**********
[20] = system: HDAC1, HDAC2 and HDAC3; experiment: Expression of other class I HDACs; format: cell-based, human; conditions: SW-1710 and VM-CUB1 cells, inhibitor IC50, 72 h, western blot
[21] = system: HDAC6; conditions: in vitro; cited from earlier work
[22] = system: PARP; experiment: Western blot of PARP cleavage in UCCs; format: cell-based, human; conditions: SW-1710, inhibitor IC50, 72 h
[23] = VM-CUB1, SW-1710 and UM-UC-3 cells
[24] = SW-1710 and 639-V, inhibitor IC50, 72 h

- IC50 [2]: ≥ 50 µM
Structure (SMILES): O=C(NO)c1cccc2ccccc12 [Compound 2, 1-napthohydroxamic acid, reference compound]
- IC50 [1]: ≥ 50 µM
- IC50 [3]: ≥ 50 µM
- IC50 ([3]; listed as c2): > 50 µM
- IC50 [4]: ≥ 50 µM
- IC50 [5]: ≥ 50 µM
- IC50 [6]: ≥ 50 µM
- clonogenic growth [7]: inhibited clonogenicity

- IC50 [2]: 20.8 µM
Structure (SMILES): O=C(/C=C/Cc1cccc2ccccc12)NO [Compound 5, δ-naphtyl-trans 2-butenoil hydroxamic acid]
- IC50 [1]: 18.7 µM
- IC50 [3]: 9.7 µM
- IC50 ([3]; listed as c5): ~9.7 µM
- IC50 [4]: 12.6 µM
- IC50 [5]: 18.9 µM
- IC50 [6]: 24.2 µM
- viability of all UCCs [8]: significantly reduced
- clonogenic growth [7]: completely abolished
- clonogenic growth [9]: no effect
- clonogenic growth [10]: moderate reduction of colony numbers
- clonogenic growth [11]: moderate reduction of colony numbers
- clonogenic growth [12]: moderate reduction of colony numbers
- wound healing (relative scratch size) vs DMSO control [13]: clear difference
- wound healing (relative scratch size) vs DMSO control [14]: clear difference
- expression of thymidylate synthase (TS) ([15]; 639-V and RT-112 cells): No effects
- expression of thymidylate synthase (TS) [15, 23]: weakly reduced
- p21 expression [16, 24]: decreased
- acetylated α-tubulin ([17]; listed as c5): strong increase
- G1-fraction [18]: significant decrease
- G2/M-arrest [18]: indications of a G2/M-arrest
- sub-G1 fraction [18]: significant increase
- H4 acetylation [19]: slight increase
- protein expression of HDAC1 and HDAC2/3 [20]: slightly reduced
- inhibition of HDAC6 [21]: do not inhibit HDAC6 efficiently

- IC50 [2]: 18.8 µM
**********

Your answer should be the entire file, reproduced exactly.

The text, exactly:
[20] = system: HDAC1, HDAC2 and HDAC3; experiment: Expression of other class I HDACs; format: cell-based, human; conditions: SW-1710 and VM-CUB1 cells, inhibitor IC50, 72 h, western blot
[21] = system: HDAC6; conditions: in vitro; cited from earlier work
[22] = system: PARP; experiment: Western blot of PARP cleavage in UCCs; format: cell-based, human; conditions: SW-1710, inhibitor IC50, 72 h
[23] = VM-CUB1, SW-1710 and UM-UC-3 cells
[24] = SW-1710 and 639-V, inhibitor IC50, 72 h

- IC50 [2]: ≥ 50 µM
Structure (SMILES): O=C(NO)c1cccc2ccccc12 [Compound 2, 1-napthohydroxamic acid, reference compound]
- IC50 [1]: ≥ 50 µM
- IC50 [3]: ≥ 50 µM
- IC50 ([3]; listed as c2): > 50 µM
- IC50 [4]: ≥ 50 µM
- IC50 [5]: ≥ 50 µM
- IC50 [6]: ≥ 50 µM
- clonogenic growth [7]: inhibited clonogenicity

- IC50 [2]: 20.8 µM
Structure (SMILES): O=C(/C=C/Cc1cccc2ccccc12)NO [Compound 5, δ-naphtyl-trans 2-butenoil hydroxamic acid]
- IC50 [1]: 18.7 µM
- IC50 [3]: 9.7 µM
- IC50 ([3]; listed as c5): ~9.7 µM
- IC50 [4]: 12.6 µM
- IC50 [5]: 18.9 µM
- IC50 [6]: 24.2 µM
- viability of all UCCs [8]: significantly reduced
- clonogenic growth [7]: completely abolished
- clonogenic growth [9]: no effect
- clonogenic growth [10]: moderate reduction of colony numbers
- clonogenic growth [11]: moderate reduction of colony numbers
- clonogenic growth [12]: moderate reduction of colony numbers
- wound healing (relative scratch size) vs DMSO control [13]: clear difference
- wound healing (relative scratch size) vs DMSO control [14]: clear difference
- expression of thymidylate synthase (TS) ([15]; 639-V and RT-112 cells): No effects
- expression of thymidylate synthase (TS) [15, 23]: weakly reduced
- p21 expression [16, 24]: decreased
- acetylated α-tubulin ([17]; listed as c5): strong increase
- G1-fraction [18]: significant decrease
- G2/M-arrest [18]: indications of a G2/M-arrest
- sub-G1 fraction [18]: significant increase
- H4 acetylation [19]: slight increase
- protein expression of HDAC1 and HDAC2/3 [20]: slightly reduced
- inhibition of HDAC6 [21]: do not inhibit HDAC6 efficiently

- IC50 [2]: 18.8 µM